What is digital humanities? In simplest terms, it is the use of digital tools and methods to do work in humanities disciplines--using word frequency analysis to study a text, or a data visualization to study a historical event, for example. This can include digital methods for anything in the lifecycle of the research and creative process, from the use of digital tools to gather and analyze data to publishing and preserving it.
Digital humanities also implies a particularly interdisciplinary approach to scholarship. Matthew Kirschenbaum writes in "What is Digital Humanities and What's It Doing in English Departments?":
“At its core digital humanities is more akin to a common methodological outlook than an investment in any one specific set of texts or even technologies…. Yet digital humanities is also a social undertaking. It harbors networks of people who have been working together, sharing research, arguing, competing, and collaborating for many years.... a culture that values collaboration, openness, nonhierarchical relations, and agility.”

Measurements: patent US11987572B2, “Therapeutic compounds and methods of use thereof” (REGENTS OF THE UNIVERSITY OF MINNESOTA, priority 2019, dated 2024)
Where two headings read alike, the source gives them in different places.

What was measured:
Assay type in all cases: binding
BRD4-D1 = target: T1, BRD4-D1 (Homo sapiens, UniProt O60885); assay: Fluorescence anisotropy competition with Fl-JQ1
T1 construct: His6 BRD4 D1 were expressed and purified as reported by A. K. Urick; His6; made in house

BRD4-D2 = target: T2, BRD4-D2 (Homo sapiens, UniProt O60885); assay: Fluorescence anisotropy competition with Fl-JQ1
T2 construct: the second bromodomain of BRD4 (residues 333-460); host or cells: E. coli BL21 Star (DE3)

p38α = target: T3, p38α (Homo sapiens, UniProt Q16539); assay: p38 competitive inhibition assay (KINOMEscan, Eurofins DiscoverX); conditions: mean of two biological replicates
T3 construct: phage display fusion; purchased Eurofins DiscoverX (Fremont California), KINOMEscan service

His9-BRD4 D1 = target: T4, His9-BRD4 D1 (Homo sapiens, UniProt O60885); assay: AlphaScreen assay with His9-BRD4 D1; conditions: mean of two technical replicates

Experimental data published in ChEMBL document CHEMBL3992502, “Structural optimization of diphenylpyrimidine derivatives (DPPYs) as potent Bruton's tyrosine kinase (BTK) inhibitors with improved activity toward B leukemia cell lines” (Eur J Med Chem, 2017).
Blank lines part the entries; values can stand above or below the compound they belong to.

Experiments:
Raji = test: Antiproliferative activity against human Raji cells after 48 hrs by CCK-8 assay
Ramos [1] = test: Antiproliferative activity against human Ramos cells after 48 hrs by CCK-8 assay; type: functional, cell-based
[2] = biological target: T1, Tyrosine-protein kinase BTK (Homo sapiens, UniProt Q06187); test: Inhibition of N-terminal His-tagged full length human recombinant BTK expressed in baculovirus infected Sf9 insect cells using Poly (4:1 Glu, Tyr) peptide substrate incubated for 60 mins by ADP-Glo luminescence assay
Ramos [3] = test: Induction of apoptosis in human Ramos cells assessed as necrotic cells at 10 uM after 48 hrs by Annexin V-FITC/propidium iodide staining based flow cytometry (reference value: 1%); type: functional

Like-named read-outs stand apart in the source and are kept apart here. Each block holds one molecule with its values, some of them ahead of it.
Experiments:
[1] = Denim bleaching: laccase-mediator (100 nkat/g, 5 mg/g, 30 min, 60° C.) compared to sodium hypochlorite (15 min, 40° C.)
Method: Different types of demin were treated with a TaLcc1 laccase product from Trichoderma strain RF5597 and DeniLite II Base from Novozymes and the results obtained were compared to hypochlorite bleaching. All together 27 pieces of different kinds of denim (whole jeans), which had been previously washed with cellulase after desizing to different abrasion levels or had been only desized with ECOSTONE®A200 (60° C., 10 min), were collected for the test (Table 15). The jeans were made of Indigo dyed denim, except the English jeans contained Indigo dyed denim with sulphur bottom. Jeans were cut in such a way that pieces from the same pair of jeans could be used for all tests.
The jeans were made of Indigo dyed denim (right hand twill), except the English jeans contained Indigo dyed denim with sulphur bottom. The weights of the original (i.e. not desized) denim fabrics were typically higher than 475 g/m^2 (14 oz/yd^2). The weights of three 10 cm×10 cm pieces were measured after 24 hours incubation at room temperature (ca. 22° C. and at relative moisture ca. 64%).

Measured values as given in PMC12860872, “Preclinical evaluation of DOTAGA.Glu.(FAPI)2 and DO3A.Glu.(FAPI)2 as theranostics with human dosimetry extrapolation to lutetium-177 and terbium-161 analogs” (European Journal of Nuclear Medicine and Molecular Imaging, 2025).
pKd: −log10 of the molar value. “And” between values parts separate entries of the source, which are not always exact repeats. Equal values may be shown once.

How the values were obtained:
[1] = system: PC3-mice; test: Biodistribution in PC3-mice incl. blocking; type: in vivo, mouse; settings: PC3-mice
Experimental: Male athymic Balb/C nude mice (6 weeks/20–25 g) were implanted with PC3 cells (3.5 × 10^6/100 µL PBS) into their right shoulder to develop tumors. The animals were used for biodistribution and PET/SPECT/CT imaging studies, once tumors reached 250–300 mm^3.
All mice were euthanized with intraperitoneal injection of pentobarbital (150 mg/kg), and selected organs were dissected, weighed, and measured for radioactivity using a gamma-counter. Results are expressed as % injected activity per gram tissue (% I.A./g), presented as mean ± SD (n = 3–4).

Digital humanities also decenters print text within humanities scholarship. From the Digital Humanities Manifesto:
"Digital Humanities is not a unified field but an array of convergent practices that explore a universe in which: a) print is no longer the exclusive or the normative medium in which knowledge is produced and/or disseminated; instead, print finds itself absorbed into new, multimedia configurations; and b) digital tools, techniques, and media have altered the production and dissemination of knowledge in the arts, human and social sciences."
So, digital humanists use digital tools and methods to study texts; they collaborate with programmers, archivists, librarians, data scientists, historians, educators, designers, etc.; they do not focus exclusively on studying or producing print material.